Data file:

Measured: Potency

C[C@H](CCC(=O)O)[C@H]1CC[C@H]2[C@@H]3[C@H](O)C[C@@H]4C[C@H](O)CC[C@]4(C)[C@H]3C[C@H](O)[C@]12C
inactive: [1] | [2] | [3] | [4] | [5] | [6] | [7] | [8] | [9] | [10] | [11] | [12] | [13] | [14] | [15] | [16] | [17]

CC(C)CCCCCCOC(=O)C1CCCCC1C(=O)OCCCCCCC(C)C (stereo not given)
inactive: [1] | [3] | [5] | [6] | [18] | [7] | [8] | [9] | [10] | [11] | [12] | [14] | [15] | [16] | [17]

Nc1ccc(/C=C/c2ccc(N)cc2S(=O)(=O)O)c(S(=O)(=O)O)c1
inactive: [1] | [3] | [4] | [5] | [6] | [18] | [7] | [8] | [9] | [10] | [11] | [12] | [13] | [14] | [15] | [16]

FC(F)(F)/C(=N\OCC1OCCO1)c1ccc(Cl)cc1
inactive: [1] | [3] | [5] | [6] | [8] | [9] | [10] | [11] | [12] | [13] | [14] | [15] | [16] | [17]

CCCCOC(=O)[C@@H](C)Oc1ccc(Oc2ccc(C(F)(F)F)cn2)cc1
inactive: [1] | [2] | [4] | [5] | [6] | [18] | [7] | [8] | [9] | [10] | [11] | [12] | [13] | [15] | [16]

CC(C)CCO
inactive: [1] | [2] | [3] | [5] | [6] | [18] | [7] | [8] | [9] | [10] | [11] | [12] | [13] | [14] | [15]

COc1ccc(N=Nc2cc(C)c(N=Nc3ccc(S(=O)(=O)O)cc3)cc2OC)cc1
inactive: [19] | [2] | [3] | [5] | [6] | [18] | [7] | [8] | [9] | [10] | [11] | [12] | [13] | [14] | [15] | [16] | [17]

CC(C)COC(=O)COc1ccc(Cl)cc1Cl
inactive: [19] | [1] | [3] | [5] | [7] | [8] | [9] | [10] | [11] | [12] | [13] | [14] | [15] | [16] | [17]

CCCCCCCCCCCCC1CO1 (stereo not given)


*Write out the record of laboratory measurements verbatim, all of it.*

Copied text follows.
Measured: Potency

C[C@H](CCC(=O)O)[C@H]1CC[C@H]2[C@@H]3[C@H](O)C[C@@H]4C[C@H](O)CC[C@]4(C)[C@H]3C[C@H](O)[C@]12C
inactive: [1] | [2] | [3] | [4] | [5] | [6] | [7] | [8] | [9] | [10] | [11] | [12] | [13] | [14] | [15] | [16] | [17]

CC(C)CCCCCCOC(=O)C1CCCCC1C(=O)OCCCCCCC(C)C (stereo not given)
inactive: [1] | [3] | [5] | [6] | [18] | [7] | [8] | [9] | [10] | [11] | [12] | [14] | [15] | [16] | [17]

Nc1ccc(/C=C/c2ccc(N)cc2S(=O)(=O)O)c(S(=O)(=O)O)c1
inactive: [1] | [3] | [4] | [5] | [6] | [18] | [7] | [8] | [9] | [10] | [11] | [12] | [13] | [14] | [15] | [16]

FC(F)(F)/C(=N\OCC1OCCO1)c1ccc(Cl)cc1
inactive: [1] | [3] | [5] | [6] | [8] | [9] | [10] | [11] | [12] | [13] | [14] | [15] | [16] | [17]

CCCCOC(=O)[C@@H](C)Oc1ccc(Oc2ccc(C(F)(F)F)cn2)cc1
inactive: [1] | [2] | [4] | [5] | [6] | [18] | [7] | [8] | [9] | [10] | [11] | [12] | [13] | [15] | [16]

CC(C)CCO
inactive: [1] | [2] | [3] | [5] | [6] | [18] | [7] | [8] | [9] | [10] | [11] | [12] | [13] | [14] | [15]

COc1ccc(N=Nc2cc(C)c(N=Nc3ccc(S(=O)(=O)O)cc3)cc2OC)cc1
inactive: [19] | [2] | [3] | [5] | [6] | [18] | [7] | [8] | [9] | [10] | [11] | [12] | [13] | [14] | [15] | [16] | [17]

CC(C)COC(=O)COc1ccc(Cl)cc1Cl
inactive: [19] | [1] | [3] | [5] | [7] | [8] | [9] | [10] | [11] | [12] | [13] | [14] | [15] | [16] | [17]

CCCCCCCCCCCCC1CO1 (stereo not given)